5 Ways To Minimize Safety Hazards When You Have Young Children


Safety is a huge concern when you have children, and the dangers to watch out for in your home can change depending on your family setup. The risks may be more when you have young children, or if you care for children with specific physical or mental challenges.

Understanding the hazards enables you to take the necessary precautions to protect your family. Here are five ways to minimize safety hazards when you have young children.

Be Careful About Electricity Hazards

Electricity is a welcome convenience, but there are dangers to watch out for. When you have young children, be cautious of:

  • Power cords
  • Extension cords
  • Electrical outlets

If you’re concerned about electrical hazards in your home, talk to an expert such as callsalt.com/ for advice on what safety measures would be appropriate for you and your family. Some steps to consider are hiding power cords, investing in socket covers, and using appliances as recommended by manufacturers. Also, never place electrical plugs near water or wet surfaces.

Use Childproof Locks

Use childproof locks on cabinets, doors and in other hazardous places. More than 40% of home accidents happen in the kitchen. With this in mind, install childproof locks on your cabinets and don’t allow kids in the kitchen unsupervised.

If you have a dishwasher or stove, be sure to install safety latches on them as well. If you have an outdoor pool, set up a fence around it so that your children cannot wander too close to it.

Additionally, household cleaning agents can pose a danger to children if inhaled, ingested, or absorbed through the skin. Keep these chemicals out of reach by storing them in a cabinet with a childproof lock or high on a shelf where preschoolers can’t reach them.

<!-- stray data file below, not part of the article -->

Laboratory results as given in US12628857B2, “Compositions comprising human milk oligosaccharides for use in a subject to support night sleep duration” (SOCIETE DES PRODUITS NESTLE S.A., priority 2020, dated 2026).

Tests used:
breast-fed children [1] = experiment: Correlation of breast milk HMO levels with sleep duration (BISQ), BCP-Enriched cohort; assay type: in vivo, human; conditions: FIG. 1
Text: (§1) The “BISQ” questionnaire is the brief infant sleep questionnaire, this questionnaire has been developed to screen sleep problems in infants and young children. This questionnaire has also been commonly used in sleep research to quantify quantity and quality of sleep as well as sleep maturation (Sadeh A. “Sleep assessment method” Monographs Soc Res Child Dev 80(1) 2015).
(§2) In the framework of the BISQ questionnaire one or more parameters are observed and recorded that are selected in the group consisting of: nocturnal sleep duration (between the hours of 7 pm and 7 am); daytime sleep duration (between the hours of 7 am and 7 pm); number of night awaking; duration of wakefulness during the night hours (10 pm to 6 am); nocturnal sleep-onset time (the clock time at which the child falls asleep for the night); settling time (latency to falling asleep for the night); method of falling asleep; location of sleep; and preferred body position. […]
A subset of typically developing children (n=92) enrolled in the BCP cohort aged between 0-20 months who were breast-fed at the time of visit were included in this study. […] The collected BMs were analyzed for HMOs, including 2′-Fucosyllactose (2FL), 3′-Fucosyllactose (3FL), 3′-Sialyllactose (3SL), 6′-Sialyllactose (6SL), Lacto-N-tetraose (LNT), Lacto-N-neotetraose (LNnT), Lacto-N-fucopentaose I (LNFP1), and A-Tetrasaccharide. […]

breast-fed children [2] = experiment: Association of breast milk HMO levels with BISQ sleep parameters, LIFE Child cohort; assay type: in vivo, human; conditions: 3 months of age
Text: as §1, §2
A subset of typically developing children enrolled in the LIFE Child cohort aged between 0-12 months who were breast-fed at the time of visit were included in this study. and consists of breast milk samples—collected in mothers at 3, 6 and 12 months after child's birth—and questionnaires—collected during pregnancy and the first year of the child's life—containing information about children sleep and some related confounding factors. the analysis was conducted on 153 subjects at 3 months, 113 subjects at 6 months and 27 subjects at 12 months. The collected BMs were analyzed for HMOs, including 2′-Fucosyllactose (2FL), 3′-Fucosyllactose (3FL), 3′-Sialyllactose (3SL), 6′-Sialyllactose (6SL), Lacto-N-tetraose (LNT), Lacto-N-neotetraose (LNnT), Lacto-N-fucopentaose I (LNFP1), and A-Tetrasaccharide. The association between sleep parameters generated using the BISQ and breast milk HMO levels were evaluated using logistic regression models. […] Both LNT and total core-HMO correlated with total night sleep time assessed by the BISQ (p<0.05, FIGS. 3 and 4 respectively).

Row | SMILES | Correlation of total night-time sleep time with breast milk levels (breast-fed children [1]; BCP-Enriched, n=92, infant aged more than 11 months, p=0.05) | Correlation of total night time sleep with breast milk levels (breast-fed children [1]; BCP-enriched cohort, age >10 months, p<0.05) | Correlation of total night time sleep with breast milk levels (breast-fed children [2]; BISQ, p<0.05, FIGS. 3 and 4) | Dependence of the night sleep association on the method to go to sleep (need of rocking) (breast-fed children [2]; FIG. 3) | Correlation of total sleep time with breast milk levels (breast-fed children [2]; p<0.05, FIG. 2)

Besides keeping your cleaning supplies out of reach, it’s also a good idea to teach older kids how to identify hazardous cleaning products and chemicals around the house.

Choose the Right Flooring

One of the most common dangers for young children is falling down the stairs or slipping on the floor. The best way to avoid this is to choose a slip-resistant flooring material and maintain dry, clutter-free surfaces. Some flooring materials that are safe for kids include:


This type of flooring resists scratches and will last for years with proper care. It also has a soft surface that won’t cause as much noise as hardwood floors, which is helpful if you want your kids to nap during the day.


A carpet, like linoleum, will last for years if cared for properly and provides a softer surface than hardwood or tile floors. It’s also non-slip and warm. However, it’s important to thoroughly clean it regularly to remove dirt and allergy-causing substances such as pet dander.


Vinyl has a long life span and is easy to clean. It’s also quieter than some flooring materials, and there are many non-slip options to choose from.

Consider Your Home’s Layout Carefully

Your home’s layout can make it easier or more challenging to keep your children safe. Install gates at the top and bottom to prevent falls on a staircase. If you live near a street, you may want to invest in window and door guards to ensure your child doesn’t wander to the road alone.

Also, consider the furniture arrangement. Make sure the pathways are unobstructed to avoid accidents. Keep furniture minimal in rooms where children spend most of their time.

Keep Stairs Safe

Staircases are a significant cause of accidents in a home. Start by eliminating any clutter near your stairs, such as toys, shoes, books, magazines, and anything else that might cause tripping or slipping hazards.

Next, make sure the staircase is well lit. Consider lights with sensors that turn on when there’s no natural light in the area for added safety. Finally, have a safe railing setup for your staircase. Ensure it doesn’t have loose or missing hardware or joints and teach your children not to hang or slide on the banisters.

Keeping a Safe Home Is an Ongoing Exercise

There are many ways to ensure your home is safe for young children and everyone living there. Eliminating safety hazards should be an ongoing exercise where everyone understands it’s their responsibility to keep the home hazard-free.